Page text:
Roger Gosden (Darwin 1970), Ursula Eichenlaub-Ritter and Alan Trounson, co-editors
The human egg—the rarest and most rapidly aging cell in the body—is a topic of intense study for scientists and in assisted reproduction (“IVF”) clinics vying for better pregnancy rates. This new edition of what one reviewer of the first edition (2003) described as, “possibly the definitive work on the oocyte,” covers the developmental biology and pathology of this mother cell, and ovotechnologies to overcome infertility, avoid inherited diseases, and create genetically engineered embryos from stem cells and cloning.
Roger Gosden (Darwin 1970) and Pam Walker, editors
The story of a renowned New York doctor, Robert T. Morris (1857-1945), who struggled with a reactionary profession to pioneer sterility, small incisions, and better wound-healing in surgery. Blessed with abundant energy, sagacity, and long life, he also achieved distinction as a naturalist, horticulturist, and explorer, celebrating nature with brilliant prose and poetry. For those days, Morris was a rare visionary, grounded in science and courageously fighting on the side of suffering humanity, though few remember him today.
The book celebrates 60 years of the varsity blind wine-tasting competition, the oldest contest of its kind founded in 1953 by the legendary Harry Waugh (a cousin of Evelyn and Auberon Waugh) when he was with the historic wine merchant Harveys of Bristol. Champagne Pol Roger assumed the varsity match sponsorship in 1992.
The Meaning of Success: Insights from Women at Cambridge makes a compelling case for a more inclusive definition of success. It argues that in order to recognise, reward and realise the talents of both women and men, a more meaningful definition of success is needed. Practical ways of achieving this are explored through interviews with female role models at the University of Cambridge. First-person stories bring alive the achievements and challenges women experience in their working lives, and the effect gender has on careers.
Gratitude is often understood as etiquette rather than ethics, an emotion rather than politics. It was not always so. From Seneca to Shakespeare, gratitude was a public virtue. The circle of benefaction and return of service worked to make society strong. But at the beginning of the modern era, European thinkers began to imagine a political economy freed from the burdens of gratitude. Though this rethinking was part of a larger process of secularization, it was also a distorted byproduct of an impulse ultimately rooted in the teachings of Jesus and the apostle Paul.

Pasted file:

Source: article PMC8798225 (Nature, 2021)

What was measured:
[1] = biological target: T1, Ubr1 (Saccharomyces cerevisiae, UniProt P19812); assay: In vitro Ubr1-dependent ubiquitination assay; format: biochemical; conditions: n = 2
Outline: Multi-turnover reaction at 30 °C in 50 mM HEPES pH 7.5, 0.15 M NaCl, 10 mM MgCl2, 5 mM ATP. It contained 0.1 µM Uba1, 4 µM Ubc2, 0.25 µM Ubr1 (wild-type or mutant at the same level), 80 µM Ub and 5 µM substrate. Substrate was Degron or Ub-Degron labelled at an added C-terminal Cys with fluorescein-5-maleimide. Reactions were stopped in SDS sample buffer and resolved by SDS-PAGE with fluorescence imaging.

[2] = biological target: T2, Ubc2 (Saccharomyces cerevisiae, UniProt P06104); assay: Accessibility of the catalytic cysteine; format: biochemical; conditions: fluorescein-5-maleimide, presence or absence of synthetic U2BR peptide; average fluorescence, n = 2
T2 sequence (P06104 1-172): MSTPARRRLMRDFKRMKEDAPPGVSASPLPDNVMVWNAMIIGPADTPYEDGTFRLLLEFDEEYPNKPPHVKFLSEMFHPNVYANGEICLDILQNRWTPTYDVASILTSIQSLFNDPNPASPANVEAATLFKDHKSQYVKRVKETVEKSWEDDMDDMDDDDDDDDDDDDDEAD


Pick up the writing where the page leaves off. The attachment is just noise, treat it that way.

For such a relatively small and opaque industry, the art world is imbued with glamour and sophistication and attracts a lot of wealth. In recent years much attention has been given to art’s appeal as an investment, not least because the growth and influence of global investment banking and wealth-management industries from the 1980s encouraged a more financially sophisticated approach to asset allocation. When the wider economic markets began to unravel in 2008, art dealers and other art-market practitioners maintained that art wasn’t subject to the same volatility as other investments.
The Big Picture is a much-needed book that allows the reader to consider the big questions of life without feeling bludgeoned to adopt the author’s opinion. The book explains basics of science, philosophy and religion in a straightforward manner, and includes topics as diverse as quantum physics, cellular biology, evolution, consciousness, free will, historical accuracy of biblical accounts, and how to engineer a Boeing 747.
Robert Alston and Stuart Laing (Corpus Christi 1967)
The 1800 agreement between Oman and Britain declared that the bond between the two nations should be "unshook till the end of time" - an ambitious goal but whatever the political ups and downs, a remarkable relationship endures to this day. Oman's location at the mouth of the Persian Gulf, pincering oil flows with Iran, is of huge strategic importance and makes it the focus on increasing political interest.